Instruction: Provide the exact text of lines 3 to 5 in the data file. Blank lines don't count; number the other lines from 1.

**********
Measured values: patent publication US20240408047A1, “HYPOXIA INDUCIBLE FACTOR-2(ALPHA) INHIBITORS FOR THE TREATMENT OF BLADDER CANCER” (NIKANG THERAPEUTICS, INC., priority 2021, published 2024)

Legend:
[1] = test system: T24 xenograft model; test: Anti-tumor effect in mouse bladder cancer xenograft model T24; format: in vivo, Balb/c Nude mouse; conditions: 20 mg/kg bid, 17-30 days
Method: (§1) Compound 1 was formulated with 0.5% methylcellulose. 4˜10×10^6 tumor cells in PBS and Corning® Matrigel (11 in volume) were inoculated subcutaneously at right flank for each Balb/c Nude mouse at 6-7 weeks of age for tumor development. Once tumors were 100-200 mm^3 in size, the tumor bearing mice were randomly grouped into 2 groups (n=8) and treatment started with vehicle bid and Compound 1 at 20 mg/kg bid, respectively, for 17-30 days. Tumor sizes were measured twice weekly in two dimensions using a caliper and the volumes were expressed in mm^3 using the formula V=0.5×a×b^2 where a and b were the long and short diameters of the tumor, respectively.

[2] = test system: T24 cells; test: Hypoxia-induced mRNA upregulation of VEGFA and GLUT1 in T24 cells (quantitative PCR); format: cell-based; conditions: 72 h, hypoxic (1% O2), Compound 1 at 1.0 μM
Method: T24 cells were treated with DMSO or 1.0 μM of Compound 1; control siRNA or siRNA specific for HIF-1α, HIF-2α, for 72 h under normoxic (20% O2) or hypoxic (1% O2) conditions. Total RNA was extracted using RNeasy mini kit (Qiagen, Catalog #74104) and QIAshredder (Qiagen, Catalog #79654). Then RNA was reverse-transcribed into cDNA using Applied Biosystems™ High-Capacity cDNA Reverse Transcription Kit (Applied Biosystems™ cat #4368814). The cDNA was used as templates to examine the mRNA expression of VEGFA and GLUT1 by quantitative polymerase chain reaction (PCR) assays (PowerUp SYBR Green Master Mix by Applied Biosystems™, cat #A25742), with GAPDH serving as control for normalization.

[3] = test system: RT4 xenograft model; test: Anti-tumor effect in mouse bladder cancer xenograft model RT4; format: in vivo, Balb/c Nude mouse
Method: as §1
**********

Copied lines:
[1] = test system: T24 xenograft model; test: Anti-tumor effect in mouse bladder cancer xenograft model T24; format: in vivo, Balb/c Nude mouse; conditions: 20 mg/kg bid, 17-30 days
Method: (§1) Compound 1 was formulated with 0.5% methylcellulose. 4˜10×10^6 tumor cells in PBS and Corning® Matrigel (11 in volume) were inoculated subcutaneously at right flank for each Balb/c Nude mouse at 6-7 weeks of age for tumor development. Once tumors were 100-200 mm^3 in size, the tumor bearing mice were randomly grouped into 2 groups (n=8) and treatment started with vehicle bid and Compound 1 at 20 mg/kg bid, respectively, for 17-30 days. Tumor sizes were measured twice weekly in two dimensions using a caliper and the volumes were expressed in mm^3 using the formula V=0.5×a×b^2 where a and b were the long and short diameters of the tumor, respectively.

[2] = test system: T24 cells; test: Hypoxia-induced mRNA upregulation of VEGFA and GLUT1 in T24 cells (quantitative PCR); format: cell-based; conditions: 72 h, hypoxic (1% O2), Compound 1 at 1.0 μM